In a landscape dominated by fields of corn, soy, milo and hay, the rolling plains of Kansas are a classic example of America’s Breadbasket at work. Yet Monty Teeter, CEO and founder of Teeter Irrigation Inc., says the real source of the state’s economy is hundreds of feet below the ground in the form of the 174,000-square-foot Ogallala Aquifer.
“In southwest Kansas, everyone’s livelihood depends on water,” Teeter says.
A Ulysses, Kansas, native, this simple fact motivated Teeter to start Teeter Irrigation in 1977. In doing he began supplying Kansas farmers with irrigation products, maintenance services, underground installation, welding and meter repair services.
“We’ve wasted so much water in the past, depleting a resource that took thousands of years to get there. The purpose of our company is to make every drop count from here on out,” he says.
In 2014, Teeter launched Dragon-Line LLC, a company devoted to distributing the Dragon-Line irrigation system that combines traditional center pivot irrigation with drip technology, to further that goal.
“In nutshell, what we have done is bring precision irrigation to precision farming,” Teeter says.
With Dragon-Line’s patented technology, orange drip-line tubing made from a blend of high-quality PE resins is attached to a center pivot irrigation system via a cabling system. The tubing is lined with pressure compensating and self-flushing emitters, and can be dragged and reversed without kinking, hence the name ‘Dragon-Line.’
Beyond water savings
Today, Dragon-Line is marketed in 48 U.S. states and Teeter is in the process of exploring international markets, shipping systems to arid countries that include Saudi Arabia. It was even named Product of the Year in the agricultural division at the 2016 Irrigation Show in Las Vegas, for its potential to help farmers cut 20 to 50 percent of their water usage.
“The problem with traditional sprinklers is if the droplets are too heavy it impacts the soil, but if you have too fine of drops they blow away in the wind, accumulate on leaves and eventually evaporate,” Teeter says.
Dragon-Line apparently eliminates both problems by dispensing water in slow, steady amounts as the line is dragged over the soil.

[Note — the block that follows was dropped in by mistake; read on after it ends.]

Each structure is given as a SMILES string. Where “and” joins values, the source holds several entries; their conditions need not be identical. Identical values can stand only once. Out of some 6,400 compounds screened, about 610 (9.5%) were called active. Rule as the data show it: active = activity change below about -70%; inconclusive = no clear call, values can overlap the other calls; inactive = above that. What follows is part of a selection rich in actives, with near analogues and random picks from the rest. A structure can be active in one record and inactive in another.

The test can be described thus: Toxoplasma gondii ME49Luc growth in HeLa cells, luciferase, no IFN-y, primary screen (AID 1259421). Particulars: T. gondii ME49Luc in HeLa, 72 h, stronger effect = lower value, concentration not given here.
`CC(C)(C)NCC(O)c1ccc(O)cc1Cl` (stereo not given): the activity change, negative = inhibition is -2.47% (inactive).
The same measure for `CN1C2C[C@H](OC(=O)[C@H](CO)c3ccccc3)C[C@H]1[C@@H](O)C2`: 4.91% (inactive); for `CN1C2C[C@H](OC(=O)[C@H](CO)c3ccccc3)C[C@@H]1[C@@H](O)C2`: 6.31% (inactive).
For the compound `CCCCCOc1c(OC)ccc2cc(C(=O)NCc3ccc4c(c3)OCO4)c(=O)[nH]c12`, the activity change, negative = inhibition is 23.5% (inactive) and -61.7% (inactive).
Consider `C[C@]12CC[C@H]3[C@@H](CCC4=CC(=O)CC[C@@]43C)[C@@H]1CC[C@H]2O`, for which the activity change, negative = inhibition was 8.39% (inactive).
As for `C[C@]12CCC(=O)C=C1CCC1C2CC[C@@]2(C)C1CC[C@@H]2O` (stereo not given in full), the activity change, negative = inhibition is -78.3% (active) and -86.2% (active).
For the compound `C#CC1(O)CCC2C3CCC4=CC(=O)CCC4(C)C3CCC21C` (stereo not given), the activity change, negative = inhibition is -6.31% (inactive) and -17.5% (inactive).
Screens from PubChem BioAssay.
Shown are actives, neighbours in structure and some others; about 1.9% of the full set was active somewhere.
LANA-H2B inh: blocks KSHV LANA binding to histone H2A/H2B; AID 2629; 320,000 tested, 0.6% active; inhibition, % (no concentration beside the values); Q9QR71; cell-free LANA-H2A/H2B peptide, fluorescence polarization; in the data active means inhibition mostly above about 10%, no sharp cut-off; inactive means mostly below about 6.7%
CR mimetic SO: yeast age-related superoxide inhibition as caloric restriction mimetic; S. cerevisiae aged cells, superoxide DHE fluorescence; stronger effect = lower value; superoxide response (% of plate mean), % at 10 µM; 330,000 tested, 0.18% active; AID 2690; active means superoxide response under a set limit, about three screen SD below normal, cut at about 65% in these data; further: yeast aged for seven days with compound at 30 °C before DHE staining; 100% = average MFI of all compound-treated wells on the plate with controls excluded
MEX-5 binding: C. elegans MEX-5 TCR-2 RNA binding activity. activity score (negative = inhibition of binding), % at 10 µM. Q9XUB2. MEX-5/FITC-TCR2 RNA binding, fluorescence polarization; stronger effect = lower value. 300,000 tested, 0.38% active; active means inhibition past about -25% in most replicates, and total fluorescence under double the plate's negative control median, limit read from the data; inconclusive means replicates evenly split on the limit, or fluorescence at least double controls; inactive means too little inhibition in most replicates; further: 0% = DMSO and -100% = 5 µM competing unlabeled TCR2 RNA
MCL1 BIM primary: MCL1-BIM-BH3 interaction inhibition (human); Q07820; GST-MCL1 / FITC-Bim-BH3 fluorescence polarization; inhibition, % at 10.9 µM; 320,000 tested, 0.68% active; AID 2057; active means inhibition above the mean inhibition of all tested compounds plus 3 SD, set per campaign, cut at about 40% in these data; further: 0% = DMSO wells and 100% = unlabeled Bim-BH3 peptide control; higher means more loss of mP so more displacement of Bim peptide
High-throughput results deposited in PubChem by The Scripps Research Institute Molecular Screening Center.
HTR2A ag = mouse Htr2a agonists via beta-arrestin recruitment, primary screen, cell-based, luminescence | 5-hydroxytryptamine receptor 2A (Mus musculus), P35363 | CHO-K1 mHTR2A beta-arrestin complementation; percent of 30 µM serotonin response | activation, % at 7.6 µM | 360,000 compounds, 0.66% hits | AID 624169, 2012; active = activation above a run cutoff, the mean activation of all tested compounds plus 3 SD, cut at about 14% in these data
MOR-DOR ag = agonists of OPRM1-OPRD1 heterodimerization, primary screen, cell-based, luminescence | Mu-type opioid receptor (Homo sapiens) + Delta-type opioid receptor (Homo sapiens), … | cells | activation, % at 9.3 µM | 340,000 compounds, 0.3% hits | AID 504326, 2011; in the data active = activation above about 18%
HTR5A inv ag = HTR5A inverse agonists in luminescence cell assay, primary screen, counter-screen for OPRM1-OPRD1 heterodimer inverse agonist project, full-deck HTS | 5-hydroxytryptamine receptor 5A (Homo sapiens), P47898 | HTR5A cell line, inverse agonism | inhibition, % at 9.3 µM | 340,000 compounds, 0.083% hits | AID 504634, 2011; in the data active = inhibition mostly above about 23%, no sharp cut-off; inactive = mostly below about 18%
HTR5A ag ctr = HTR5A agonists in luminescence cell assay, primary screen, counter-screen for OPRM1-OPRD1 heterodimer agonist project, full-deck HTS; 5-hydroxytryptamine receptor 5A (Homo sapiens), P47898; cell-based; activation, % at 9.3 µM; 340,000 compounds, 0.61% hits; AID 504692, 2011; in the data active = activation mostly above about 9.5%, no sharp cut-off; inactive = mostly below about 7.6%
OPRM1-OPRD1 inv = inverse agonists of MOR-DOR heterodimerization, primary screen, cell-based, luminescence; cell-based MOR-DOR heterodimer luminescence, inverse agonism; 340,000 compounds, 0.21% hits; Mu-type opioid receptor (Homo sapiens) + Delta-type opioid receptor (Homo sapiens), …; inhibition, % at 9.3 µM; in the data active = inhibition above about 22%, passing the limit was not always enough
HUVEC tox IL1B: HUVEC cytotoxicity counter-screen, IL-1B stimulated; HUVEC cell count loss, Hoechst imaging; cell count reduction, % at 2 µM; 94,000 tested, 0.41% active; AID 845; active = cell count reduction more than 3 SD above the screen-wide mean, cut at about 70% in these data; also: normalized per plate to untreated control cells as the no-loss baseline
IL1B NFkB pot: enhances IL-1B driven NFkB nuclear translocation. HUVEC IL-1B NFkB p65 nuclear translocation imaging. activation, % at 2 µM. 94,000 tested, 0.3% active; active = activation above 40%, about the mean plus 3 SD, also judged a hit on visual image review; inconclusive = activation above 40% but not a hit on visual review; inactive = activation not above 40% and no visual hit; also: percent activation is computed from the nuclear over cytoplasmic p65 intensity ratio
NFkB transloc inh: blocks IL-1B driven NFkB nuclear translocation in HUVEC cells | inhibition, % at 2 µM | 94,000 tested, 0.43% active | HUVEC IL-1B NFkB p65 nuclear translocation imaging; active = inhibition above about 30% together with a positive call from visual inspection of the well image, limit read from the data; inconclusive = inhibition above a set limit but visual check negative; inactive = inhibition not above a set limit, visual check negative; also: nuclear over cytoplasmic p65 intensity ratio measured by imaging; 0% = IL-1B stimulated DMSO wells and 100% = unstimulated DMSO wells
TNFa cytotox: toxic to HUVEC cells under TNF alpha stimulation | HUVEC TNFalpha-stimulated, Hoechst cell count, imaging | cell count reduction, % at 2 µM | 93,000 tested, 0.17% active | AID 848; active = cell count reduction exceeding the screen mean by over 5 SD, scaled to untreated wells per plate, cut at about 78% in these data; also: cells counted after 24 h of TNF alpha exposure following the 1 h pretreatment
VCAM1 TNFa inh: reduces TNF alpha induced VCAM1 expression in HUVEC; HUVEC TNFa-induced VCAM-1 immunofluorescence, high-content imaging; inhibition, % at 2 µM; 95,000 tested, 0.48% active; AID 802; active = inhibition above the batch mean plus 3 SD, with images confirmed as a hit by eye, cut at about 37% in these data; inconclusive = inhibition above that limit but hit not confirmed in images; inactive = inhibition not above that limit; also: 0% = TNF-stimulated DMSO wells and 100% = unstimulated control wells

With many irrigation systems inadvertently sealing and compacting the soil surface through the pressure of water being applied, Teeter says the slow drip of Dragon-Line allows the soil to stay aerated and pull the water in.
There are additional benefits beyond water savings, Teeter says.
Because water is not pooling on the soil surface, runoff is less of an issue. Crop’s leaves and foliage remain drier than comparable application methods. Dry leaves also lessen the ability of insect infestation, leaf burn and plant shock from sudden temperature changes.
“We’ve wasted so much water in the past, depleting a resource that took thousands of years to get there. The purpose of our company and our product is to make every drop count from here on out.”
Farmers can also use Dragon-Line to precisely apply water-soluble crop nutrients directly on the soil, cutting down on their use and unintended spread, as well. Teeter says the use of fertilizer and herbicides can be cut by as much as 10 to 20 percent. This keeps chemicals and harmful water buildup off the foliage.
“When you water with conventional systems, you are continually pushing herbicides deeper and deeper, which allows new seeds to sprout,” he says. “When you use Dragon-Line, we leave that barrier alone and just allow water to seep past it.”
Finally, the Dragon-Line system is purported to eliminate wheel track issues and contribute to an overall drier field, making it easier for farmers to maintain their pivot systems.
“Whenever you have your pivot running in the mud, you have dirt all over your drive components and axles, but you’re also using more power to drive it through the wet ground,” Teeter says. In addition, because pivots operate on precise timing, farmers won’t have to calculate for slippage from a muddy track.
With Dragon-Line, the entire mechanism stays cleaner, allowing farmers to check and repair the system in significantly less time, hassle and, best of all, without the mud, costly wheel track repairs and damage to farm equipment.
Teeter points out that concept behind Dragon-Line appeared many years ago, but it was far from perfect.
“I knew it wouldn’t work because most drip systems are made for real low volume application over a large area, and when we started using the pivot, we needed to flow more gallons in a shorter period of time and spread it over the ground,” he says.
By the time Teeter and his team developed the system that would become Dragon-Line, in 2009, pressure compensating and self-flushing emitters had been created that could handle the larger volumes of water. Today, Dragon-Line is available in 2 GPH emitters on 6-inch, 12-inch and 18-inch interval spacing.
Since then, Teeter has spent years negotiating with manufacturers and challenging naysayers who said the system could never work, the plight of his home state always in the back of his mind.
Teeters says a water hydrologist once said that if Kansas farmers saved 25 percent of their water today, the Ogallala Aquifer could last a good 30 years longer.
“My purpose is to help people save that minimum until, and make every drop count, well, until we come up with something else.”
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